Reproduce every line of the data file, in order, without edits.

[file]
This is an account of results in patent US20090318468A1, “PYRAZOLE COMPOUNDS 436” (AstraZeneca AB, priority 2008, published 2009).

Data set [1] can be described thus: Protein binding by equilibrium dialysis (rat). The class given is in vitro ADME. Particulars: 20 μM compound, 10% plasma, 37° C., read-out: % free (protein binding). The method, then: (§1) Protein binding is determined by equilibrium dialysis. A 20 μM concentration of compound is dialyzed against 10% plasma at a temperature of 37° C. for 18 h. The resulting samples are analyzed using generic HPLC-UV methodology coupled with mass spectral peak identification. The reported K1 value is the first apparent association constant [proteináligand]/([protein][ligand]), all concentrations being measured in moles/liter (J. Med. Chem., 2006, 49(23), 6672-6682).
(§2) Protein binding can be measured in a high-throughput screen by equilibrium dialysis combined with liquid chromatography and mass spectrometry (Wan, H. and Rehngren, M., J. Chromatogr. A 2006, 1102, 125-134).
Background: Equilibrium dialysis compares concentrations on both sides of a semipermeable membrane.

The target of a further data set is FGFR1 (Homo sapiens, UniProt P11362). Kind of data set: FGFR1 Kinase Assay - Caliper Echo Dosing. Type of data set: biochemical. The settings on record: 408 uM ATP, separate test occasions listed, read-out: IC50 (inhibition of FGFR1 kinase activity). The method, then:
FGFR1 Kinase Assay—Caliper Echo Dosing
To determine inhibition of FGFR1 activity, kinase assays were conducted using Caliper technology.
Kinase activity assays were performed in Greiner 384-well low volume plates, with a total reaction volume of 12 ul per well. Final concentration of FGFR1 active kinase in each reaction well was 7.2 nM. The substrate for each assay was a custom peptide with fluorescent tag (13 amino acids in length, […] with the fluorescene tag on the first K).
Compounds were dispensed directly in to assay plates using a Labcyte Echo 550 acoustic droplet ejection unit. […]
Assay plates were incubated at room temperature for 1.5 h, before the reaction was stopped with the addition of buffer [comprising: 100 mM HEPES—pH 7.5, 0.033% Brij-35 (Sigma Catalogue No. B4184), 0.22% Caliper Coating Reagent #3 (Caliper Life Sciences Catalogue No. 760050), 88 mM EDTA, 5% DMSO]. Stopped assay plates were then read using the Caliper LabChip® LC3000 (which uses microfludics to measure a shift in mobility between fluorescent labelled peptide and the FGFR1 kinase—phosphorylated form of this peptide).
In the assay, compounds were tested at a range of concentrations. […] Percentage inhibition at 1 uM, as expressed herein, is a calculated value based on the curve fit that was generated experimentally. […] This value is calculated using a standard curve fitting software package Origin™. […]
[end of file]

This is an account of results in patent US20090318468A1, “PYRAZOLE COMPOUNDS 436” (AstraZeneca AB, priority 2008, published 2009).

Data set [1] can be described thus: Protein binding by equilibrium dialysis (rat). The class given is in vitro ADME. Particulars: 20 μM compound, 10% plasma, 37° C., read-out: % free (protein binding). The method, then: (§1) Protein binding is determined by equilibrium dialysis. A 20 μM concentration of compound is dialyzed against 10% plasma at a temperature of 37° C. for 18 h. The resulting samples are analyzed using generic HPLC-UV methodology coupled with mass spectral peak identification. The reported K1 value is the first apparent association constant [proteináligand]/([protein][ligand]), all concentrations being measured in moles/liter (J. Med. Chem., 2006, 49(23), 6672-6682).
(§2) Protein binding can be measured in a high-throughput screen by equilibrium dialysis combined with liquid chromatography and mass spectrometry (Wan, H. and Rehngren, M., J. Chromatogr. A 2006, 1102, 125-134).
Background: Equilibrium dialysis compares concentrations on both sides of a semipermeable membrane.

The target of a further data set is FGFR1 (Homo sapiens, UniProt P11362). Kind of data set: FGFR1 Kinase Assay - Caliper Echo Dosing. Type of data set: biochemical. The settings on record: 408 uM ATP, separate test occasions listed, read-out: IC50 (inhibition of FGFR1 kinase activity). The method, then:
FGFR1 Kinase Assay—Caliper Echo Dosing
To determine inhibition of FGFR1 activity, kinase assays were conducted using Caliper technology.
Kinase activity assays were performed in Greiner 384-well low volume plates, with a total reaction volume of 12 ul per well. Final concentration of FGFR1 active kinase in each reaction well was 7.2 nM. The substrate for each assay was a custom peptide with fluorescent tag (13 amino acids in length, […] with the fluorescene tag on the first K).
Compounds were dispensed directly in to assay plates using a Labcyte Echo 550 acoustic droplet ejection unit. […]
Assay plates were incubated at room temperature for 1.5 h, before the reaction was stopped with the addition of buffer [comprising: 100 mM HEPES—pH 7.5, 0.033% Brij-35 (Sigma Catalogue No. B4184), 0.22% Caliper Coating Reagent #3 (Caliper Life Sciences Catalogue No. 760050), 88 mM EDTA, 5% DMSO]. Stopped assay plates were then read using the Caliper LabChip® LC3000 (which uses microfludics to measure a shift in mobility between fluorescent labelled peptide and the FGFR1 kinase—phosphorylated form of this peptide).
In the assay, compounds were tested at a range of concentrations. […] Percentage inhibition at 1 uM, as expressed herein, is a calculated value based on the curve fit that was generated experimentally. […] This value is calculated using a standard curve fitting software package Origin™. […]